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doctors to make it all happen. that's what this hospital is all about. >> it's a single-level set, as you might imagine. ways we can make it multiple levels. for example elevator over here that goes straight through. you go through that elevator and you're suddenly on a different floor. are these real? >> anything could be real. we're going to go to my favorite place at chelsea general, the operating room. this is an operating room that you're going to see where we could actually perform surgery. we wanted the entire room to be real. so, nothing in here is out of place. nothing doesn't belong. this is what a real operating room looks like. this is a microscope we use to perform surgery. be able to move this microscope
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all around and focus in on different parts of the head. if i had to do surgery because someone needed it on the set, i could do it right here in this room. but chelsea general is like every other hospital. sometimes complications occur. people are held accountable here in room 311. >> all right, let's get started, shall we? >> this is the room that very few people know about. even fewer people get to see. it's room 311. our characters often sit in the same seats, for example, and they'll have villanueva usually a big presence in the back of the room. this is the place, really, that you never want to be. if you can avoid it. literally this walk where the doctors hear for the first time that they're the ones in the hot seat when they come to this podium over here. you see it's a glass podium.
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people can see their body language. the only person who sits in the same seat every time is dr. david hearting. he is the boss. he is the only person who can see, he can read everyone's expressions and that was critically important. the other goal of 311 was to make sure we learn from mistakes. this is how medicine and science moves forward. the worst thing of all that a mistake occurs and no one learns from it. room 311 makes sure that doesn't happen. >> those meetings that we just saw, those are a real thing. many of the story lines on "monday mornings" are from my own experiences not only as a doctor, but as a journalist. >> and action. >> this is our writer's room, essentially. we brain storm a lot in here and just come up with ideas and i think we all sort of try ideas off each other and put them out there like trial balloons.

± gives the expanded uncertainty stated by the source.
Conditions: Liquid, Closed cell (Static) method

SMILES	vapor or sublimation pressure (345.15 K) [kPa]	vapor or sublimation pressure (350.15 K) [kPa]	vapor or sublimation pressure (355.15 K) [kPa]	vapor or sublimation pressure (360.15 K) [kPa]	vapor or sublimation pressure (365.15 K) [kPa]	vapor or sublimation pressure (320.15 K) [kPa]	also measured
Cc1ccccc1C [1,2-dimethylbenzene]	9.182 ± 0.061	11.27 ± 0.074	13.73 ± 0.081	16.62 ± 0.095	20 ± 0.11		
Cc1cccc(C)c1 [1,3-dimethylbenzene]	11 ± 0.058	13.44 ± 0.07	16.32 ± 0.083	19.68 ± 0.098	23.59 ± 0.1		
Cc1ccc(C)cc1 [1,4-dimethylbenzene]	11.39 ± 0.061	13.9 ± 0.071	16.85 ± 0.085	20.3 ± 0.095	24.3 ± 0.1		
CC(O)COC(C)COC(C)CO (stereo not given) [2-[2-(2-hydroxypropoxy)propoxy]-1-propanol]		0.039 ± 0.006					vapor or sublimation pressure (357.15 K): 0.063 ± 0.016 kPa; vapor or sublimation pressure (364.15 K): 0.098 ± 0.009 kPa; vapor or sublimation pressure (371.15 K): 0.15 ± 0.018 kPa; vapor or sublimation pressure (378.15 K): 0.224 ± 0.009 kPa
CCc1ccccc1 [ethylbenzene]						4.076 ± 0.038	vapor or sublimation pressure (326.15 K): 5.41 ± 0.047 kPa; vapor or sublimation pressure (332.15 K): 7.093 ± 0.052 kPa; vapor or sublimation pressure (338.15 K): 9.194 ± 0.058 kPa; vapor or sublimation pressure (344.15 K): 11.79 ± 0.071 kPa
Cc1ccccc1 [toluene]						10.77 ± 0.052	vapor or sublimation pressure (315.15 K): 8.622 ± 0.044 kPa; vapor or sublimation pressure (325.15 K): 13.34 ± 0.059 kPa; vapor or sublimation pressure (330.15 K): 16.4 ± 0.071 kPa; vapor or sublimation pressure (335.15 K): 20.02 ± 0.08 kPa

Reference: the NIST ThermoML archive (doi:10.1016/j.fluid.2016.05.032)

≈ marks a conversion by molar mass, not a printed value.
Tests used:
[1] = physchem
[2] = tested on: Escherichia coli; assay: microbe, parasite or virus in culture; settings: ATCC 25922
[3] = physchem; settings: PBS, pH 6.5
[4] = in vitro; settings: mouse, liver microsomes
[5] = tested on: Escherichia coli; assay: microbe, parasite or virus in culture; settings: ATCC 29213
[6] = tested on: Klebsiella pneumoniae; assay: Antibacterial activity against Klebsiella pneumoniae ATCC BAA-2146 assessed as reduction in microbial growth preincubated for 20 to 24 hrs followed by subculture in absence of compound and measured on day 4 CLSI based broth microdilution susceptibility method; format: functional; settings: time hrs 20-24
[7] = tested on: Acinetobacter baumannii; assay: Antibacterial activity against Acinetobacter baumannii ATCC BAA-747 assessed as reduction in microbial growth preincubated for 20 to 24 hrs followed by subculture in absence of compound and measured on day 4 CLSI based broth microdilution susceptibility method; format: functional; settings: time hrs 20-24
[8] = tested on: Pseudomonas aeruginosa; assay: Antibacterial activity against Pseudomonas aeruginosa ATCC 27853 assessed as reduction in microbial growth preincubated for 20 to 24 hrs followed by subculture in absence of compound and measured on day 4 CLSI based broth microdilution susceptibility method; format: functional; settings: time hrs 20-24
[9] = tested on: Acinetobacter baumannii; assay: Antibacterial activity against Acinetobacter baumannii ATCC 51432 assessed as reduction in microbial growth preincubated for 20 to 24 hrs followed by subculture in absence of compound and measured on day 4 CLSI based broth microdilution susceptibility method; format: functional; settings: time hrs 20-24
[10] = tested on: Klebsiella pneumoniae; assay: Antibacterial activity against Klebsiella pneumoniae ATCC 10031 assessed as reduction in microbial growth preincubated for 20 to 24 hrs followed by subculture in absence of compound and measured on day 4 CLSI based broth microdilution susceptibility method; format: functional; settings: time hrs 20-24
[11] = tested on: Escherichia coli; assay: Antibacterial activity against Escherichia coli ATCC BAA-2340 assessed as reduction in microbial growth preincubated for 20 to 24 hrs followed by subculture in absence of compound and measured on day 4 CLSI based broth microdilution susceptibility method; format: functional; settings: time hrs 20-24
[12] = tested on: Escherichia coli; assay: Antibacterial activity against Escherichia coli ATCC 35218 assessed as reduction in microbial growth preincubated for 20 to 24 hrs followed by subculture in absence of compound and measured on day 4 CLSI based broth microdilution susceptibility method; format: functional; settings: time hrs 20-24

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>> i'll come up with a story and i'll be like, is that possible? we can do that, right? and then you'll talk me through a lot. i'll call, how do i do this? >> a story we did for cnn about this doctor, dr. chung who is down in texas, military doctor and they've been focusing on trying to create a presence in really, really tough spots. war zones, areas that are difficult to get to. be here controlling a robot in the hospital or around the world, right? this news story inspired one of the episodes. >> don't hit the robot. >> had a 20-year-old medic who has never done anything like this before who is basically going to be talked through a major brain operation. >> you're going to need three packets of sutures, 10 blade and as many little clamps as you can find. >> even though it's scripted drama, you know, the auth authenticity and making sure the facts are right and really
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spending so much time on that stuff is that important. >> i joke with these guys a lot because i don't have any medical background, not a doctor but i research for ones on tv. >> and this research really matters. the cdc says about a third of tv viewers take action on health issues after hearing about them on primetime shows. that's one reason the government makes their medical experts available to consult with hollywood studios, free of charge. >> we do that. we have actual medical technicians down on set. several medical meetings and prep. we clear everything through you and you see everything. >> was there anything else i could do? >> i think that we do the best we can to make sure it's as close to the real deal as we can be. >> you have the other two steps in there, too, that's perfect. and next weekend right here, you'll see my interview where doctors villanueva and huten as i know them. you will, too. "monday mornings" premieres this